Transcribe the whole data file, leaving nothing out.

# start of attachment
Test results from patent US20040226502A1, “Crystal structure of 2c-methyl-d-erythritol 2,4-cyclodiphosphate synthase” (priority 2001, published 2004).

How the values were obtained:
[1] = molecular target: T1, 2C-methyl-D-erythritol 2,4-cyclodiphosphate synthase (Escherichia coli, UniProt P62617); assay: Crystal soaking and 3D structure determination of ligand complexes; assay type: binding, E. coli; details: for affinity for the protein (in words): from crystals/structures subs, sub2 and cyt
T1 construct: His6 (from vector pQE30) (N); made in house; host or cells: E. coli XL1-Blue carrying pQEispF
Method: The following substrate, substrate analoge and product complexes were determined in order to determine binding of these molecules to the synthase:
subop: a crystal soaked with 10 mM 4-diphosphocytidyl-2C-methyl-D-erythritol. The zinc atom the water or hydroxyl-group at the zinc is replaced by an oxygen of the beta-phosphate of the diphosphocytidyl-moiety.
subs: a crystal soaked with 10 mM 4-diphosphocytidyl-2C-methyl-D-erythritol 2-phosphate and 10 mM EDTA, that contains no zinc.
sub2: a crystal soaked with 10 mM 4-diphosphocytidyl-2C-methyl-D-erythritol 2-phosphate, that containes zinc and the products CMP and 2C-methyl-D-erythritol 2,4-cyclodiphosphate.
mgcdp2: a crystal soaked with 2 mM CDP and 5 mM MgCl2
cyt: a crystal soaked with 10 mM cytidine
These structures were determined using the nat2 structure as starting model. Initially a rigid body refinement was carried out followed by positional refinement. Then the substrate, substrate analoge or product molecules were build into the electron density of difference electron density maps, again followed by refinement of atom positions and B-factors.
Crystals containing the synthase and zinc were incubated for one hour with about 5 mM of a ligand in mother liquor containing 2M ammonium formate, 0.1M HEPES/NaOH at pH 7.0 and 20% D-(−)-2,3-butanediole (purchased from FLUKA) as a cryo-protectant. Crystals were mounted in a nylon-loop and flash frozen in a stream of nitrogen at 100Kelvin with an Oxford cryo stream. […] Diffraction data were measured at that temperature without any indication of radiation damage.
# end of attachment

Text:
Test results from patent US20040226502A1, “Crystal structure of 2c-methyl-d-erythritol 2,4-cyclodiphosphate synthase” (priority 2001, published 2004).

How the values were obtained:
[1] = molecular target: T1, 2C-methyl-D-erythritol 2,4-cyclodiphosphate synthase (Escherichia coli, UniProt P62617); assay: Crystal soaking and 3D structure determination of ligand complexes; assay type: binding, E. coli; details: for affinity for the protein (in words): from crystals/structures subs, sub2 and cyt
T1 construct: His6 (from vector pQE30) (N); made in house; host or cells: E. coli XL1-Blue carrying pQEispF
Method: The following substrate, substrate analoge and product complexes were determined in order to determine binding of these molecules to the synthase:
subop: a crystal soaked with 10 mM 4-diphosphocytidyl-2C-methyl-D-erythritol. The zinc atom the water or hydroxyl-group at the zinc is replaced by an oxygen of the beta-phosphate of the diphosphocytidyl-moiety.
subs: a crystal soaked with 10 mM 4-diphosphocytidyl-2C-methyl-D-erythritol 2-phosphate and 10 mM EDTA, that contains no zinc.
sub2: a crystal soaked with 10 mM 4-diphosphocytidyl-2C-methyl-D-erythritol 2-phosphate, that containes zinc and the products CMP and 2C-methyl-D-erythritol 2,4-cyclodiphosphate.
mgcdp2: a crystal soaked with 2 mM CDP and 5 mM MgCl2
cyt: a crystal soaked with 10 mM cytidine
These structures were determined using the nat2 structure as starting model. Initially a rigid body refinement was carried out followed by positional refinement. Then the substrate, substrate analoge or product molecules were build into the electron density of difference electron density maps, again followed by refinement of atom positions and B-factors.
Crystals containing the synthase and zinc were incubated for one hour with about 5 mM of a ligand in mother liquor containing 2M ammonium formate, 0.1M HEPES/NaOH at pH 7.0 and 20% D-(−)-2,3-butanediole (purchased from FLUKA) as a cryo-protectant. Crystals were mounted in a nylon-loop and flash frozen in a stream of nitrogen at 100Kelvin with an Oxford cryo stream. […] Diffraction data were measured at that temperature without any indication of radiation damage.